GeForce RTX 3070 Ti founder edition review

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Final words and conclusion

Final words

I mentioned this last week in the 3080 Ti reviews, and I'll say it again in the 3070 Ti reviews; it is a bizarre time to write reviews on graphics cards with the shortages and insane price hikes. Really what the market needs are affordable, high-performing graphics cards that sit well under the 500 USD marker. The RTX 3070 Ti does not even fall into that category. We're looking at a card that is perhaps 5 to 10% faster than the RTX 3070, yet NVIDIA once again hiked pricing with another 100 bucks. Personally, I think that is an insult to the consumers for something aimed at the WQHD domain. The good news is that this card series and newer NVIDIA SKUs are all hash-rate limited, preventing cryptocurrency miners to dominate sales. The reality however is also that NVIDIA can only fabricate only a certain number of GPUs, and they'll still need to make the call on how much allocation ends up at gamers, and how much is intended for other markets. We hope NVIDIA will make wise decisions priority-wise because if the trend continues then the PC gaming market is bound to die off as what software houses will invest in PC gaming if that market is on a sharp decline? 


Realistically, the GeForce RTX 3070 Ti is slightly better than I anticipated at first when the specs arrived, whilst the card sees only a negligible increase in shading cores, the main benefit is the memory type. GDDR6X over DDR6 is making a difference as the card is a bit bandwidth limited for the GPU to do its thing with.  The actual volume size of the VRAM partition however is very questionable for a 599 USD graphics card. Up to 2560x1440 you'll be fine even with raytracing and DLSS activated, at Ultra HD however you will be bound to run into limitations a bit faster. But in all fairness, this card is aimed at the 2560x1440 domain, so up to that resolution, you'll be really loving the performance that this card reproduces for you. This card can run games at WQHD quite easily even with raytracing and a DLSS combo; it will serve you well at that resolution. The closest product from the competition would be the Radeon RX 6800 and 6800 XT. NVIDIA however offers faster raytracing performance and offers you the option to put that into 6th gear with DLSS.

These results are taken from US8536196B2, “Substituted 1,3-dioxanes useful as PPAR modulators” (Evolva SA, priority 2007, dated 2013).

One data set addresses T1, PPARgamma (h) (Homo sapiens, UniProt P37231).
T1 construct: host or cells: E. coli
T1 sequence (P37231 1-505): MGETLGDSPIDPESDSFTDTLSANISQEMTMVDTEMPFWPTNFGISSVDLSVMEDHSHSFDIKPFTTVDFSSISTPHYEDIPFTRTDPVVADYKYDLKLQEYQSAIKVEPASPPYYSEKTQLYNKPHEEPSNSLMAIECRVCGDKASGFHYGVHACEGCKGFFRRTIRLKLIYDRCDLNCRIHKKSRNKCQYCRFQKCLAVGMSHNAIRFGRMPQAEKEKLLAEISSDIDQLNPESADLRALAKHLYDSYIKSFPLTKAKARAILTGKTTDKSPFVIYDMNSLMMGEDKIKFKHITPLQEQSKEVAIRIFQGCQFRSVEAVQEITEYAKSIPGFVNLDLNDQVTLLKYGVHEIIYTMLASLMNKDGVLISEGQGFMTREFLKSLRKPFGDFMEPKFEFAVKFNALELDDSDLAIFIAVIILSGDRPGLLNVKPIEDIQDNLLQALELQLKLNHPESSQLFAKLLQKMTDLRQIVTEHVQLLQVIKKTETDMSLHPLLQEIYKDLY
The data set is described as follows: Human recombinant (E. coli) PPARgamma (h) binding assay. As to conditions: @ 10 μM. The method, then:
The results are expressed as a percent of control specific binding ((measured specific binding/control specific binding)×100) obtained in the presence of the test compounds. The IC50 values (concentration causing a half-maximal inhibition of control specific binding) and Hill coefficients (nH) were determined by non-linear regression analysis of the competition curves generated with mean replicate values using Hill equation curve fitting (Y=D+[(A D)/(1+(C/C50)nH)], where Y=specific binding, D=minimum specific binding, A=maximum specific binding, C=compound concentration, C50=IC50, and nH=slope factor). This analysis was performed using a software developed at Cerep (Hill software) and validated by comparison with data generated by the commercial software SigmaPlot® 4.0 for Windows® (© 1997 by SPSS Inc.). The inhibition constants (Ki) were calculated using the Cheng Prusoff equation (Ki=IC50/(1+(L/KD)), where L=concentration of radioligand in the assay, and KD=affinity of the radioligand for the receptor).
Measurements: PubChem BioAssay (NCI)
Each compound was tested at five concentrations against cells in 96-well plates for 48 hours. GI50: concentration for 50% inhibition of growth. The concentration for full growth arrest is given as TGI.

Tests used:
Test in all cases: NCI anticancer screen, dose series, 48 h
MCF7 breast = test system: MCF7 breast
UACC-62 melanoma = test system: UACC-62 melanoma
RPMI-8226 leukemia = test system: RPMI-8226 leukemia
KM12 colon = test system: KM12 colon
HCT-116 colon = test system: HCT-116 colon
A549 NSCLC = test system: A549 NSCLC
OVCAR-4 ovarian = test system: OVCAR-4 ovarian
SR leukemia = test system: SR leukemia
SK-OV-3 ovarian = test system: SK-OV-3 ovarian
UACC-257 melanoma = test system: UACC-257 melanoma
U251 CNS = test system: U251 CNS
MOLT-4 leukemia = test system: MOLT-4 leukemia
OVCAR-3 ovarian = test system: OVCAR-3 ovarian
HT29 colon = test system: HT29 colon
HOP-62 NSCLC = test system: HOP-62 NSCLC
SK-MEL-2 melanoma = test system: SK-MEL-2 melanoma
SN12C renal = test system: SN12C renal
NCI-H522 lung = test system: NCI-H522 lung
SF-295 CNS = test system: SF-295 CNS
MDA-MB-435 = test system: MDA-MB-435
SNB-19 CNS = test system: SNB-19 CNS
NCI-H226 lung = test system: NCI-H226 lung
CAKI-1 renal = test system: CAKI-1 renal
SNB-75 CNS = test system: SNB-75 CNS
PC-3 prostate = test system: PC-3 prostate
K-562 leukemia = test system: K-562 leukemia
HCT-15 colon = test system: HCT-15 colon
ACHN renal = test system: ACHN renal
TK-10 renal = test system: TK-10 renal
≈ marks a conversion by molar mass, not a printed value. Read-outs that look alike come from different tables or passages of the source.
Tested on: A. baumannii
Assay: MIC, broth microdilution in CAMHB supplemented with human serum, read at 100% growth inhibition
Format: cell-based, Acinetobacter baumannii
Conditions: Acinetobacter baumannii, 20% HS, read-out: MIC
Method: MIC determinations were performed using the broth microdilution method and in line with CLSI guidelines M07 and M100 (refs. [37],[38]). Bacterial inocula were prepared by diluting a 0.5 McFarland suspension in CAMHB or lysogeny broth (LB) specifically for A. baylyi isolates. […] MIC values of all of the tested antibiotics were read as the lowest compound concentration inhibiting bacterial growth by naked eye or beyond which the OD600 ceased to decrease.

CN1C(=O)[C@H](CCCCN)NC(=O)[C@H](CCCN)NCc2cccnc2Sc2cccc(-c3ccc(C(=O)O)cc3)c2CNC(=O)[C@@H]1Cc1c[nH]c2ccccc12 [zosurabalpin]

Cooling & noise levels

I am still a fan of the new cooling design (pun intended), it works and looks awesome. Seen from last-gen it has made the product 'overall' quieter. In extremely stressed conditions, we did hit 37~38 dBA though it took a while for the card to get there (warms up slowly); still, even that is considered a normal acoustic level. Depending on the airflow level inside your chassis, expect the card to sit in the 75, maybe closer to 80 Degrees C range temperature-wise under hefty load conditions (depending on the airflow in your chassis). As FLIR imaging shows, the card shows only minor heat bleeding. Overall, we're very comfortable with what we observe.


Heat output and energy consumption are always closely related to each other as (graphics) processors and heat can be perceived as a 1:1 state; 100 Watts in (consumption) often equals 100 Watts of heat as output. This is the basis of TDP. NVIDIA is listing their TGP at 290 Watts, the amount of power the GPU and major components use. We measure the graphics card based on TBP, total board power as you'd easily forget that fans spinning and RGB also draw power. As such in peak load conditions we're hovering at a close to 300 Watt state for typical power draw with peaks. Ampere does peak / spike a little more every now and then in power consumption.

Coil whine

Much like the 3080 and 3090, the GeForce RTX 3070 Ti does exhibit coil squeal. Is it annoying? It's at a level you can hear it. In a closed chassis, that noise would fade away in the background. However, with an open chassis, you can hear coil whine/squeal. Graphics cards all make this in some form, especially at high framerates; this can be perceived.